Explaining the Importance of a Workplace Investigation Process to the Board

Board of Directors Meeting

In this post #MeToo Era, Executives and Board Members alike may be feeling that the Sexual Harassment crisis is under control and therefore it’s back to business as usual. After all, training has been done, policies have been updated, and employees are clearly aware of the reporting process and seriousness of sexual harassment claims. But in many cases, there are two important facts that are being overlooked.

  1. The standard workplace investigation process is still antiquated and inconsistent;
  2. Investigations are required for many things, not just sexual harassment.

The media made the need for investigations very clear for sexual harassment claims. HR needs to make the case for a better, more consistent and civil investigation process. But when it comes to communicating this need to the Executive Team or the Board of Directors in order to obtain budget and procedural buy-in, HR can often be at a loss for words.

Recently a blog post was posted by Corporate Board Member on the risks and benefits of conducting internal workplace investigations that did a brilliant job of making a clear picture of the reasons why the board should support a strong investigation process, and regular use of the process for everything from legal violations to company Code of Conduct and Policy violations. Here’s a quick summary of the most important key factors. But I highly recommend reading the entire article yourself. The Risks and Benefits of Internal Investigations.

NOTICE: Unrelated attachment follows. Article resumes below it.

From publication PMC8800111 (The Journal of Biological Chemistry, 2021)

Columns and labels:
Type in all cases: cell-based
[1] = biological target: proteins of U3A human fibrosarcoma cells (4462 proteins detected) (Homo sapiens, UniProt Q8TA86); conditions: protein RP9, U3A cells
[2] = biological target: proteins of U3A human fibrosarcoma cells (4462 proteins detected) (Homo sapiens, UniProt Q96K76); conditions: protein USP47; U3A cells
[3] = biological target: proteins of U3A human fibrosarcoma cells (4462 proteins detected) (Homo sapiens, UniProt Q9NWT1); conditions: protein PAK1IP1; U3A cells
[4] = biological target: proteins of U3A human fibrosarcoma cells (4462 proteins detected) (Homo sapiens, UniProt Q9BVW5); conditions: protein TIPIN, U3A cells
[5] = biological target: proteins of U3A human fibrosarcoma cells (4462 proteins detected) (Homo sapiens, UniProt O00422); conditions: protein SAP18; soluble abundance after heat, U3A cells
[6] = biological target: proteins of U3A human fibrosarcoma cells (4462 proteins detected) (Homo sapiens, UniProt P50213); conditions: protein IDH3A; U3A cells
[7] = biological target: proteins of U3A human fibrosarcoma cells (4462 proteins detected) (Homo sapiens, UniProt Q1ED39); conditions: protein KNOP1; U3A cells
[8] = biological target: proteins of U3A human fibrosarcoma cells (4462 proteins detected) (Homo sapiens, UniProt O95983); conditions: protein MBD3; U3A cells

• If handled properly, an internal investigation can prevent harm to the company.
  • An internal investigation is not just an emergency tool. Rather, it is a way to proactively deal with issues of compliance before they fester. 
  • An investigation can aid in:

Putting the company ahead of the problem,
Preventing other occurrences of the same issue,
Sending a positive message to stakeholders,
Leading to a (relatively) pain-free resolution with the government or whistleblowers, and
Establishing good corporate governance in the post-Enron era.

  • By conducting an investigation, the company demonstrates that it is taking the alleged wrongdoing seriously, and subsequent remediation demonstrates that it expects its employees hold themselves to higher standards by following all laws and company policies.
  • Failing to investigate may lead to increased scrutiny by government investigators and will strengthen the government’s resolve and basis for imposing civil and criminal penalties. 

When you’re ready to how an automated process can reduce liability and save time on every investigation, we’re here to help. www.investipro.com.